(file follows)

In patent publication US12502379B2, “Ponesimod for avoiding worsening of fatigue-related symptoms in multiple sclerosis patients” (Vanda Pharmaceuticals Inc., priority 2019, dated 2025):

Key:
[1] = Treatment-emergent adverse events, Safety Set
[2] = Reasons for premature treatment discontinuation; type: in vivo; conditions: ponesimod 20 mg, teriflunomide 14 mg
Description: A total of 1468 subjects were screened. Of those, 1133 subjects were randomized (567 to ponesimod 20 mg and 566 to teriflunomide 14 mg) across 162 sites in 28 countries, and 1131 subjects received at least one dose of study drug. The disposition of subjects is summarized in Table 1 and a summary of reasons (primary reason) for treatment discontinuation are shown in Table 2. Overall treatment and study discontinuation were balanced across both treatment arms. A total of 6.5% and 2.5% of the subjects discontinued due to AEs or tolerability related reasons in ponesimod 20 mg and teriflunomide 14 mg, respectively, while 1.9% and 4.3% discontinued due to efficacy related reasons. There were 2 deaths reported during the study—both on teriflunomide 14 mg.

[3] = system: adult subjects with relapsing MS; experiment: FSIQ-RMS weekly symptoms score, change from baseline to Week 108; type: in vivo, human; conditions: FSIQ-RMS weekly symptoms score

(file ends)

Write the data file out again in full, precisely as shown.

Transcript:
In patent publication US12502379B2, “Ponesimod for avoiding worsening of fatigue-related symptoms in multiple sclerosis patients” (Vanda Pharmaceuticals Inc., priority 2019, dated 2025):

Key:
[1] = Treatment-emergent adverse events, Safety Set
[2] = Reasons for premature treatment discontinuation; type: in vivo; conditions: ponesimod 20 mg, teriflunomide 14 mg
Description: A total of 1468 subjects were screened. Of those, 1133 subjects were randomized (567 to ponesimod 20 mg and 566 to teriflunomide 14 mg) across 162 sites in 28 countries, and 1131 subjects received at least one dose of study drug. The disposition of subjects is summarized in Table 1 and a summary of reasons (primary reason) for treatment discontinuation are shown in Table 2. Overall treatment and study discontinuation were balanced across both treatment arms. A total of 6.5% and 2.5% of the subjects discontinued due to AEs or tolerability related reasons in ponesimod 20 mg and teriflunomide 14 mg, respectively, while 1.9% and 4.3% discontinued due to efficacy related reasons. There were 2 deaths reported during the study—both on teriflunomide 14 mg.

[3] = system: adult subjects with relapsing MS; experiment: FSIQ-RMS weekly symptoms score, change from baseline to Week 108; type: in vivo, human; conditions: FSIQ-RMS weekly symptoms score